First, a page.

350,000 Old Crackers Evoke New York City's Era of H-Bomb Fears





The discovery of a cache of cold war supplies inside the foundations of the Brooklyn Bridge has prompted an outpouring of interest from some historians and curators, but city officials are still at loss to explain how the supplies got there and for whom they were intended.

Workers found the stockpile of water drums, medical supplies, gauze bandages and bitter-tasting ration crackers in a cavernous masonry room under the bridge's main entrance ramp in Lower Manhattan, while performing a regular structural inspection on March 15.

Since news of the find became public last week, several city officials have contacted the city's Department of Transportation, which maintains the bridge.

Archivists from the Department of Records and Information Services want to catalogue the supplies and move some of them into proper storage.

The Office of Emergency Management, the successor to the civil defense agencies that coordinated fallout shelters and air raid sirens, wants to display the findings in its headquarters under construction in Downtown Brooklyn.

The Museum of the City of New York is interested in adding some of the supplies to its collection of ephemera.

''There's something so gripping about the time-capsule nature of this,'' said Sarah M. Henry, the museum's deputy director and chief curator. ''People are curious and intrigued. That makes for a great teachable moment.''

The precise origins of the supplies remain a mystery, though many items carry labels from the federal civil defense unit at the Pentagon. Several of the cardboard boxes are stamped with the dates 1957 and 1962.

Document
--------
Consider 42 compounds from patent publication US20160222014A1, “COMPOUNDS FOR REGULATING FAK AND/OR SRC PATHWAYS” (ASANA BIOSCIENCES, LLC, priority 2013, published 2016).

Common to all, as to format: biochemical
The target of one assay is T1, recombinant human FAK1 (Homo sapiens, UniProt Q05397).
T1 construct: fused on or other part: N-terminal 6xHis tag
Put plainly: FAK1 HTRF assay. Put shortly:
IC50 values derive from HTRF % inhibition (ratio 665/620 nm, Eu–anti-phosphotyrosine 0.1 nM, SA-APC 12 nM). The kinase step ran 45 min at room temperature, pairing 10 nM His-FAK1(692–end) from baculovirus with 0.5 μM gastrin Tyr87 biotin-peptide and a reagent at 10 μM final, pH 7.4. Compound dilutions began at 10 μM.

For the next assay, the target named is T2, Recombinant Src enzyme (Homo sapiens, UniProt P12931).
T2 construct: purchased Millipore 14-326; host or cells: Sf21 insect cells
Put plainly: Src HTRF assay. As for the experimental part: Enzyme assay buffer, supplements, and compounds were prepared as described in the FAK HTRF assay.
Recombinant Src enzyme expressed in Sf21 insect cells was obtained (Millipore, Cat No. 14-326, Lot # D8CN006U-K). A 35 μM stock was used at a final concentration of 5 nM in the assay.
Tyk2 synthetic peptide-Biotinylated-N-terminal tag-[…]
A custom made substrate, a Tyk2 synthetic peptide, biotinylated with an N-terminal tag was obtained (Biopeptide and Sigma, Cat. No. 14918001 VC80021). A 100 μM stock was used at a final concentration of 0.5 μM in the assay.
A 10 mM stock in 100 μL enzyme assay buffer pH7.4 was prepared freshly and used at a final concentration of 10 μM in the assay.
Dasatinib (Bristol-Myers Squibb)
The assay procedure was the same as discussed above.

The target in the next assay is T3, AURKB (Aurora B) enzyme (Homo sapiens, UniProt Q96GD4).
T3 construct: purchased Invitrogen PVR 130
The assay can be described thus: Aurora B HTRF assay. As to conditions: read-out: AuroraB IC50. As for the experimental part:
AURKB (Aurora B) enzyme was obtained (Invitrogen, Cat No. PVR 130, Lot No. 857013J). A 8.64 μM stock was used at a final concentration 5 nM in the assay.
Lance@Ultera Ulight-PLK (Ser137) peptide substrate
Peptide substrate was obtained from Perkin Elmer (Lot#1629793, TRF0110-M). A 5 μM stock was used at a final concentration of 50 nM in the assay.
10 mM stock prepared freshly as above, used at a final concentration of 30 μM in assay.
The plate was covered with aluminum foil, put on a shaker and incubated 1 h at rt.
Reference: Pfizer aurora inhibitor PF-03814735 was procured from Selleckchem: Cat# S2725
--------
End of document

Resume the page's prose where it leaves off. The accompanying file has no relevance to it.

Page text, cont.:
On Friday, two employees of the Transportation Department, with a reporter, searched through 11 boxes of records from the city's Office of Civil Defense to find references to the Brooklyn Bridge stockpile.

The search proved fruitless, but it did cast light on the anxious era when officials hoped to shelter their populations to weather the apocalyptic effects of an atomic or hydrogen bomb.

Amid fears of Axis sabotage, the city's Office of Civilian Defense was created in 1941 under Mayor Fiorello H. La Guardia. By the 1950's, magazines were trying to predict what would happen if, say, a 20-megaton bomb were dropped on Manhattan.

''The descriptions of the impact of nuclear war were almost pornographic in their lurid details,'' said Kenneth D. Rose, a historian at California State University at Chico. ''There was a fascination with the apocalyptic.''

The city archives demonstrate that anxieties ratcheted upward between the late 50's and the early 60's.

Among the residents recruited to help with drills and preparations was a young lawyer, Robert M. Morgenthau, who became deputy coordinator of civil defense for the Bronx in 1954, according to a newsletter in the files. (Mr. Morgenthau, 86, has been the Manhattan district attorney since 1975.)

In 1956, city officials proposed digging up flower beds in the plaza in front of the New York Public Library to build a ''hydrogen age'' bomb shelter for up to 30 people. ''I disagree emphatically with your suggestion,'' Robert Moses, the parks commissioner, wrote to Robert E. Condon, the director of civil defense. ''In fact I will not agree to the construction of such a shelter in any park area in New York City.''